There are two different types of nickel plating services offered by Advanced Technical Finishing Services: Electrolytic and Electroless Nickel Plating. We are going to break down the two to better help you decide on which plating service would work best for you and your needs.
Simply put, electrolytic plating requires an electric charge or direct current to kickstart a chemical reaction bath that the object being plated is submerged in. Electroless nickel plating (also known as autocatalytic coating) does not require a current or change. Instead, phosphorus is used in the electroless formula as a chemical reducing agent. Both of these methods have the same end products, a thin layer of nickel deposited onto your desired surface – but electroless nickel plating provides stronger support against corrosion and wear. While electrolytic nickel plating can’t produce the same level of precision and consistency, it does offer thicker plating around corners and edges.
Electrolytic vs. Electroless Nickel Plating Process
The first step before the plating process begins, is to clean and pretreat the surface that the nickel is being applied to. The pretreatment process will depend on the substrate itself and desired use. This is the first step in both plating processes.
Next, the substrate is placed in either a charged current chemical bath, or if using electroless nickel plating, a positively charged bath with dissolved nickel phosphorus. In electroless chemical baths, the substrate pulls the positively charged nickel ions onto its surface automatically. Not only does electroless nickel plating not need electricity, it also does not require constant filtration of debris, to prevent it from adhering to the substrate’s surface.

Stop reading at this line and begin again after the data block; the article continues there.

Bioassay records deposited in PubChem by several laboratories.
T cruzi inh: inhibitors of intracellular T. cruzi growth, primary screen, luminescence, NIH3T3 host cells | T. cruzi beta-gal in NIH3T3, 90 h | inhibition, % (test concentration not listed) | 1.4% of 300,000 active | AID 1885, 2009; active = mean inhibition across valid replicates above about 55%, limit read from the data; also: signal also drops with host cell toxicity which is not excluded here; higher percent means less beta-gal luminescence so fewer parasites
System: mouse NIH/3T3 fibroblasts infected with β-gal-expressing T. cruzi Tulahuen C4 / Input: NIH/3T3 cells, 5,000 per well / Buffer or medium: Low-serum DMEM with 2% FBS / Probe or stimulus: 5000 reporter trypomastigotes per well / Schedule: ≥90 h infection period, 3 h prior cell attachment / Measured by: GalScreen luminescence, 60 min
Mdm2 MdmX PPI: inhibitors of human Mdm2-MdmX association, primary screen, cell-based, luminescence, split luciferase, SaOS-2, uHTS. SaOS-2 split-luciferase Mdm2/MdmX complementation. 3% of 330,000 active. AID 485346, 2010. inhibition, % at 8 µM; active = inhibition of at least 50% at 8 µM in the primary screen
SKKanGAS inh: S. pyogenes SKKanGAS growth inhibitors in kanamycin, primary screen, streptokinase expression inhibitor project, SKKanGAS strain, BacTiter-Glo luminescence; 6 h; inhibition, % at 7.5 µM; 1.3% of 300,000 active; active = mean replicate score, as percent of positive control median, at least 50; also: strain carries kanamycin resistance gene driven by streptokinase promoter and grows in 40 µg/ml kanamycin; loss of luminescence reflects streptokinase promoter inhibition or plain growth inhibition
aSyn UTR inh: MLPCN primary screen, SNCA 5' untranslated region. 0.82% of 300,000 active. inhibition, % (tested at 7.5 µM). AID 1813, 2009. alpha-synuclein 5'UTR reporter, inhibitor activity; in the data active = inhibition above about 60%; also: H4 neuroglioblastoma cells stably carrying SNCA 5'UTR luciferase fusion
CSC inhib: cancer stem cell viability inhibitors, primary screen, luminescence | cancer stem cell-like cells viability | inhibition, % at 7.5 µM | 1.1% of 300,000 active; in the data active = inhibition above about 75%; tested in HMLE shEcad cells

The electrolytic plating process is a bit different. It requires a conductive current in a chemical bath with positively charged nickel. The substrate is submerged in the bath, then the electric current is induced. The electricity causes the nickel anodes in the solution to release ions that attach to the surface. The density of the nickel plating is determined by the amount of time the substrate is submerged in the bath and the amount of amps per square foot that are applied.
Advantages of Electroless Nickel Plating
Electroless Nickel Plating offers several advantages over traditional electrolytic nickel plating processes:
- Better Corrosion Resistance
- More Precise Deposit Thickness
- Improved EMI Shielding
- Superior Hardness and Durability
- Reduced Surface Scaring by Enhanced Lubricity
- Excellent Choice for Materials That Will Be Salvaged.
- Less Likely to Break, Shatter, or Crack due to Enhanced Ductility.
- Versatile Coating Options
Advantages of Electrolytic Nickel Plating
There are some situations where electrolytic nickel plating works better than electroless nickel plating. Here are some of the advantages of using the traditional nickel plating method:
- Electrolytic plating can be used with 100% nickel, or other metal materials such as copper. Whereas electroless nickel plating uses phosphorus.
- Less expensive and can deliver higher production volumes with shorter turnaround times.
- Better conductivity due to the higher concentration of nickel.
- Improved heat resistance – up to 1,832°F.
Depending on what type of substrate you are wanting plated, and the uses of that substrate, will depend on what type of nickel plating process you need. While both have similar processes and advantages – there are some key differences that could make all the difference.
Advanced Technical Finishing can aid you in your decision making process, and walk you through our processes for both. If you’re looking for a trusted metal finishing partner, contact us today.